Peter Pan follows the other's gaze and studies the girls quizzically. Taking Wendy to the fairy dance? She would never be allowed. Really it would not be worth it having her come. He just knows it. A glance to his companion shows the boy still to be in some strange far-off place. Peter settles back down on the cloud and places his fists on his hips. I am glad I am the best there ever was, he muses with a cocky smirk. I would never act so weird and silly.

"You said that to him?" Wendy whispers, gaping in amazement at her new friend.

The other girl nods. "'…For something or…someone,'" she quotes easily.

Blushing fiercely, Wendy can hardly picture herself saying anything of the sort. She has not had a discussion like that, let alone with Peter! She knows she has never mentioned the word "love" to him. And she definitely knows he does not know what it means to love someone.

"But were you not embarrassed speaking like that? Afraid you would be thought cheap?" she asks, concerned.

Wendy of the movie becomes puzzled. "No, I would not say I was embarrassed. I had just had so many strange, wonderful feelings inside me when we had danced—"

Danced?! flashes through Wendy's mind, and she jerks in surprise.

"—and suddenly he was acting as though… I needed to know if what had happened earlier had been real or just my imagination," the girl ends with a deep, long sigh. "And what do you mean by 'cheap'?" she tilts her head curiously.

"Never mind," Wendy says slowly, weakly waving her hand, mind in a whirl. Wendy apparently had made her feelings for Peter known by asking him if he had any for her! And, it seems, she thinks, dizzy, that Peter somehow – oh how possibly could he?! – had understood what she meant, and might indeed have had some sort of feelings in return! The girl shakes her head. How could Wendy of the movie have had the…courage, shamelessness, to do such a thing?

She glances towards Peter of the movie, and in the next instant her eyes try to bore a hole through the cloud. Her cheeks burn so much they hurt. Did she just see that Peter was dressed in skeleton leaves and with only two or so vines crossing his bare chest? Gathering her courage, she risks a second quick glance. Aye, he is indeed. Her face reddens more. How can Wendy not be completely mortified? she wonders. If she were in her place, she would not be able to meet his eye, least of all speak to him, so embarrassed she would be.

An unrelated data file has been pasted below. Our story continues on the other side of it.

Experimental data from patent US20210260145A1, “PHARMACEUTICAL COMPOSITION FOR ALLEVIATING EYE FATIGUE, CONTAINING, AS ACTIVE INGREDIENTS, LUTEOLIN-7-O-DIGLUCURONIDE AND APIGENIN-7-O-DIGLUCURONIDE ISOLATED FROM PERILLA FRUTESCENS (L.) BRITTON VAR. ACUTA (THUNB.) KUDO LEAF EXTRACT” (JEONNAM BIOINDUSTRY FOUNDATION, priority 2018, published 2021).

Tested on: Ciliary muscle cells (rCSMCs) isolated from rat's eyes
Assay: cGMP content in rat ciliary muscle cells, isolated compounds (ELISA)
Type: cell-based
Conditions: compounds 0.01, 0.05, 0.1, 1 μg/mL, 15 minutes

A third time she looks over, this time focusing on his face, and is stunned when he meets her gaze. His eyes are green, she realizes, emerald green. A smirk crosses his face – not as cocky as Peter Pan's – and he bows slowly to her. Wendy has trouble swallowing, and she fears her cheeks will never cool.

Her gaze breaks away from Peter of the movie when her arm is suddenly and unexpectedly jerked, and she falls against Peter Pan who draws her close to him. "It is getting late. Wendy and I should be going," he informs them coldly, lightning flashing in his eyes, baby teeth almost gnashing, arm wrapped firmly around Wendy. He glares at Peter of the movie.

Wendy of the movie swiftly moves to the other Peter's side and boldly (in Wendy's opinion) grasps his hand. "We need to be going as well. It was nice meeting you."

Peter Pan nods stiffly, his attention still focused on the other boy. The girls exchange genuine smiles of farewell. The two children begin to fly back towards their Neverland, a bit unsteadily at first. The magical boy watches intensely with his mouth in the firmest of lines. Good riddance! he silently directs to the retreating Peter. The girl watches with lingering concern, hoping Wendy will learn to be less improper and wiser when it comes to Peter. It is not until the two have disappeared from sight that Peter Pan relaxes slightly and lets go of Wendy.

Puzzled, she watches him. "Peter…"

He turns on her. "He may be Peter Pan, but I won't share you! He has a mother. You are my Mother Wendy. Understood?" Never has he looked or sounded so serious.

Wordlessly she nods. Holding her gaze for a moment more, the boy then floats upwards, throws his head back, and gives a loud, satisfied crow. A laugh escapes from Wendy, and she glances up at him with bemusement. The boy offers the girl a helping hand. "We must hurry to see the new island today, Mother!" he says.

A smile lights her face as Wendy's feet leave the cloud. "I cannot wait to see it!"

Pleased at her renewed excitement, Peter grins cockily. "You shall like it," he promises, the stars in his eyes winking, and presses her hand gently.

The sun and clouds watch as the children fly off, making for the other side of the sea, and proceed to whisper to the Neverland all about the most unusual meeting that took place, and how there is none as wonderful as their Peter Pan and Wendy Darling.